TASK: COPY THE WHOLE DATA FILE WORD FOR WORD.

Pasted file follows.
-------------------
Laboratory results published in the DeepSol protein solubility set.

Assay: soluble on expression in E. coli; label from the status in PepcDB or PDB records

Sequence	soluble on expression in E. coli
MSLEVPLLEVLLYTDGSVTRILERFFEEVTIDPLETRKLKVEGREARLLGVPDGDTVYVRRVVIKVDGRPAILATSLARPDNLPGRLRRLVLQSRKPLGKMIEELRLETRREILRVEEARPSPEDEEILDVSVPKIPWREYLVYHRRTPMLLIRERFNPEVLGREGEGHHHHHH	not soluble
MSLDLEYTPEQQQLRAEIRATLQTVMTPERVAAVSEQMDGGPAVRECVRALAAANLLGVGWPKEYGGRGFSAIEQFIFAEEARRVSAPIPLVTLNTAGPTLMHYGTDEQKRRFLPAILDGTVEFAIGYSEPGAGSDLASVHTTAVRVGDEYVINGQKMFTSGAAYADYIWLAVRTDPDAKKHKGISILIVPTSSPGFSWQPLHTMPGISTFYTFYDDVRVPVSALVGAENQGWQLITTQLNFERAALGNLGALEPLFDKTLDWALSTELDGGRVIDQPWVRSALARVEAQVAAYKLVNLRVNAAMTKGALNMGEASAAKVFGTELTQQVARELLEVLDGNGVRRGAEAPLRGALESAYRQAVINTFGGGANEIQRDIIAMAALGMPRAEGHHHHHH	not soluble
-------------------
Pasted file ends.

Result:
Laboratory results published in the DeepSol protein solubility set.

Assay: soluble on expression in E. coli; label from the status in PepcDB or PDB records

Sequence	soluble on expression in E. coli
MSLEVPLLEVLLYTDGSVTRILERFFEEVTIDPLETRKLKVEGREARLLGVPDGDTVYVRRVVIKVDGRPAILATSLARPDNLPGRLRRLVLQSRKPLGKMIEELRLETRREILRVEEARPSPEDEEILDVSVPKIPWREYLVYHRRTPMLLIRERFNPEVLGREGEGHHHHHH	not soluble
MSLDLEYTPEQQQLRAEIRATLQTVMTPERVAAVSEQMDGGPAVRECVRALAAANLLGVGWPKEYGGRGFSAIEQFIFAEEARRVSAPIPLVTLNTAGPTLMHYGTDEQKRRFLPAILDGTVEFAIGYSEPGAGSDLASVHTTAVRVGDEYVINGQKMFTSGAAYADYIWLAVRTDPDAKKHKGISILIVPTSSPGFSWQPLHTMPGISTFYTFYDDVRVPVSALVGAENQGWQLITTQLNFERAALGNLGALEPLFDKTLDWALSTELDGGRVIDQPWVRSALARVEAQVAAYKLVNLRVNAAMTKGALNMGEASAAKVFGTELTQQVARELLEVLDGNGVRRGAEAPLRGALESAYRQAVINTFGGGANEIQRDIIAMAALGMPRAEGHHHHHH	not soluble